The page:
I made 4 batches of jam this year. This is the first time I have made jam by myself – I used to help my mom make it when I was younger. It turned out to be easier than I thought, which is probably why I ended up making it so many times. The first three batches were straight blackberry, as we have lots of places to pick very close to my house.
We were given some raspberries from a customer’s garden so I decided to try a raspberry jam. I didn’t have quite enough so I added some leftover blackberries. From what I read, it is OK to substitute fruit for a jam recipe as long as you substitute similar fruit, for example blackberry or salmonberry for raspberry; pear for apple; blackcurrant for cranberry and so on.
For all my jams I used Certo pectin. I followed their instructions for cooked jam. Sterilizing is important when making jam, so you can store for a long time without fear of bacteria growing. Certo recommends sterilizing jars in the oven at 225 degrees F, for 10 minutes, and keeping warm until filling time. Lids should be kept in a pot of boiling water until ready to use.
Everything I read said to make sure you follow recipes for jam closely, and do not try to double recipes, or alter ratios of fruit and sugar. The fear is that the jam may not set properly. I found I was able to add one to one extra fruit to get a bit more out of a batch, and my jam still firmed up great. The only time it didn’t firm up properly was when I left on the stove for longer than recommended, which I found out after can ruin some of the properties of the pectin that help firm up the jam. Here is the recipe I used, which made about 9 cups of jam.
6-7 cups prepared berries (I mashed them through a sieve with a pestle so to remove some seeds, then added back about 3/4 of a cup of the fruit pulp). Certo calls for 6 cups, but I used about 7 including the fruit pulp.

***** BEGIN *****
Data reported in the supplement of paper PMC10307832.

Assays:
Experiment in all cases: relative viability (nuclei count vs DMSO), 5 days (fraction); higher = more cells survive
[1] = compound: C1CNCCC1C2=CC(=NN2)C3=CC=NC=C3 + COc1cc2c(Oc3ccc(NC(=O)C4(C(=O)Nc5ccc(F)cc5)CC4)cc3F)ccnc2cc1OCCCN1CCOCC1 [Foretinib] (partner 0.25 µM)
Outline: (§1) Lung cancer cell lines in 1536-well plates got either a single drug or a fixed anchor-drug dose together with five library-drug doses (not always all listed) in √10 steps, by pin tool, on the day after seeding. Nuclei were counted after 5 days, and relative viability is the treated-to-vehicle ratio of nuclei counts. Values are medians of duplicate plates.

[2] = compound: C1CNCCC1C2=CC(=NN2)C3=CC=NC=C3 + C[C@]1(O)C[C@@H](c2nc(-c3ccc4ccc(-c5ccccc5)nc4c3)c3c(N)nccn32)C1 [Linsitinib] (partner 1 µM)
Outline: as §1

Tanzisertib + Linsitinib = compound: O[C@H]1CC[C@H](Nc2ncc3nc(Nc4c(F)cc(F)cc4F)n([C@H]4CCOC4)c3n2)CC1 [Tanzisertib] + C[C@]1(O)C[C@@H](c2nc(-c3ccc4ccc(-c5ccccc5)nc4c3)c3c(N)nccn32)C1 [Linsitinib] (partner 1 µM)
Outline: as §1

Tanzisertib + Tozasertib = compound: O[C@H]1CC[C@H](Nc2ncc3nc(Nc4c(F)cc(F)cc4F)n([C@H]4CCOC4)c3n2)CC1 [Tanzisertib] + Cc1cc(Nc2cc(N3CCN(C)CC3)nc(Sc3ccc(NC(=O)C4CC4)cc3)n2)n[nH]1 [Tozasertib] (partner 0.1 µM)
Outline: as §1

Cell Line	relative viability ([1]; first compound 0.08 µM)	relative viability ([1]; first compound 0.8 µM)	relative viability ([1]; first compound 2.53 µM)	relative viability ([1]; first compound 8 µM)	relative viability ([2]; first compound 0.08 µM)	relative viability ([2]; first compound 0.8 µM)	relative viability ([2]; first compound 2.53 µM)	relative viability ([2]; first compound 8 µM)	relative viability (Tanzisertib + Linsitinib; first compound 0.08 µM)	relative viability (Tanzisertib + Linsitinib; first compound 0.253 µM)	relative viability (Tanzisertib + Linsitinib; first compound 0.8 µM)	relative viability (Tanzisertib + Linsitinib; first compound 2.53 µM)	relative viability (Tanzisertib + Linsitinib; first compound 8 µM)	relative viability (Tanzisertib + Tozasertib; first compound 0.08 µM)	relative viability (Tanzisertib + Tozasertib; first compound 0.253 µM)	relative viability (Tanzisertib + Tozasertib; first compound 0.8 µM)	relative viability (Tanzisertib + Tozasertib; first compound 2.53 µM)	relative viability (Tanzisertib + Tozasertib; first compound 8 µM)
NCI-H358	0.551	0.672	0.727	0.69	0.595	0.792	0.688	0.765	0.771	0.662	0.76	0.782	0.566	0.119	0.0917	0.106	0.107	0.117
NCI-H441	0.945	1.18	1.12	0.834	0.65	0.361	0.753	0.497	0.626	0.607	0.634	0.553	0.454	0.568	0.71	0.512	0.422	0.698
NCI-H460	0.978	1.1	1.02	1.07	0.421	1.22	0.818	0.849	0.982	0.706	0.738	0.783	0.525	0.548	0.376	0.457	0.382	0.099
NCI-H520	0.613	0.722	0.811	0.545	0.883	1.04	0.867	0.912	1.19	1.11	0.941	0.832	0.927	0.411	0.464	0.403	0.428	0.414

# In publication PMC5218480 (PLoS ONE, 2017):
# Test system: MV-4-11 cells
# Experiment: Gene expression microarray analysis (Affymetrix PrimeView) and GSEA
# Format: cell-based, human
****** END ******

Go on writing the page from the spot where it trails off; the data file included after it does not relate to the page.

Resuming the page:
4.5 cups granulated (white) sugar
1 box CERTO Light Pectin Crystals (these are the ones that say “Use 33% less sugar” – I also used the regular pectin for other batches of jam, they required more sugar though. Each pectin box comes with its own recipes).
Zest of 1 lemon (this was my own addition and added a wonderful flavour)
1. In a large saucepan stir together berries, lemon zest, and pectin mixed with 1/4 cup of sugar.
2. Bring to a boil over high heat.
3. Add the rest of the sugar and continue to stir.
4. Return to a hard boil (where bubbles don’t go away even with stirring) for 1 minute.
5. Remove from heat. Stir for 5 minutes to prevent floating fruit. Pour into warm sterilized jars, leaving 1/4 inch of space below the rim. Cover with lids and screw rings on tightly. Leave to set for a few hours at least. After 10 minutes or so you will start to hear a popping sound as the lids seal.
If you have extra, you can put some in any glass container you have and once set, put in fridge and eat within 3 weeks. You will see in the photos below of “just filled jars” that there is one glass mug at the bottom right that is half full – this one doesn’t have a lid and is getting eaten this week!
Leave a Reply